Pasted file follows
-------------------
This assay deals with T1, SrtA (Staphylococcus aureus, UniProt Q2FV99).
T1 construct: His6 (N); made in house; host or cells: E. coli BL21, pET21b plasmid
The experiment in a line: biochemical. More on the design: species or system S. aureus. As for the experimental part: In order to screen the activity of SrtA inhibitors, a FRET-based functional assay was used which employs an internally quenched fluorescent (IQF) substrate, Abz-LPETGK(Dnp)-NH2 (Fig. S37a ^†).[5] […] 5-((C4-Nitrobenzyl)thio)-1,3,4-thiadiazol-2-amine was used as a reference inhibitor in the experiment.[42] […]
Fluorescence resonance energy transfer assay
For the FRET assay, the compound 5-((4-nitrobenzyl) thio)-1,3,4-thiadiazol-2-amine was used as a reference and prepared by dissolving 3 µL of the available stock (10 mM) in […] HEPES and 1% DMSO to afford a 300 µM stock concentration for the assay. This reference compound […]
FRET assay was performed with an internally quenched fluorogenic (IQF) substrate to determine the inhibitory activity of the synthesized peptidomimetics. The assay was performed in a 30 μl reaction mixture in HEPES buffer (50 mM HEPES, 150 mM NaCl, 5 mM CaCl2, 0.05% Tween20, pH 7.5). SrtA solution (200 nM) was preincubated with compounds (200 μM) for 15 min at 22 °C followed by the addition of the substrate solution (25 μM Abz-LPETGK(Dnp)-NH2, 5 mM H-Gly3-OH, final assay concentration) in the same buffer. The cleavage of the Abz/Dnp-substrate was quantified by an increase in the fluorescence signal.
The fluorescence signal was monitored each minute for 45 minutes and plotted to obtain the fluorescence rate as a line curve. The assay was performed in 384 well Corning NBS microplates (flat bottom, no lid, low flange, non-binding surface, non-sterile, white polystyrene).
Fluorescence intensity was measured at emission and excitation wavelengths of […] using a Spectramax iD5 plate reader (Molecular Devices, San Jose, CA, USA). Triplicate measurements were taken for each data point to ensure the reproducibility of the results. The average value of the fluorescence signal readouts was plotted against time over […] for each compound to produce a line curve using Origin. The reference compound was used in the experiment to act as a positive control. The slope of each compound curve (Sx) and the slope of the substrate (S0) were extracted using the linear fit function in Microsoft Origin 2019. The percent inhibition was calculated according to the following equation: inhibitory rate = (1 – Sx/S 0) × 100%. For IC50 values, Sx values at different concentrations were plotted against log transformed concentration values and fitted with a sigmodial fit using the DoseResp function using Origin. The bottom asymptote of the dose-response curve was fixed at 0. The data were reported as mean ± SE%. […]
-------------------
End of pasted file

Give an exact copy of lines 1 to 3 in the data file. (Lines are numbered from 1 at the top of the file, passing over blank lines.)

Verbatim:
This assay deals with T1, SrtA (Staphylococcus aureus, UniProt Q2FV99).
T1 construct: His6 (N); made in house; host or cells: E. coli BL21, pET21b plasmid
The experiment in a line: biochemical. More on the design: species or system S. aureus. As for the experimental part: In order to screen the activity of SrtA inhibitors, a FRET-based functional assay was used which employs an internally quenched fluorescent (IQF) substrate, Abz-LPETGK(Dnp)-NH2 (Fig. S37a ^†).[5] […] 5-((C4-Nitrobenzyl)thio)-1,3,4-thiadiazol-2-amine was used as a reference inhibitor in the experiment.[42] […]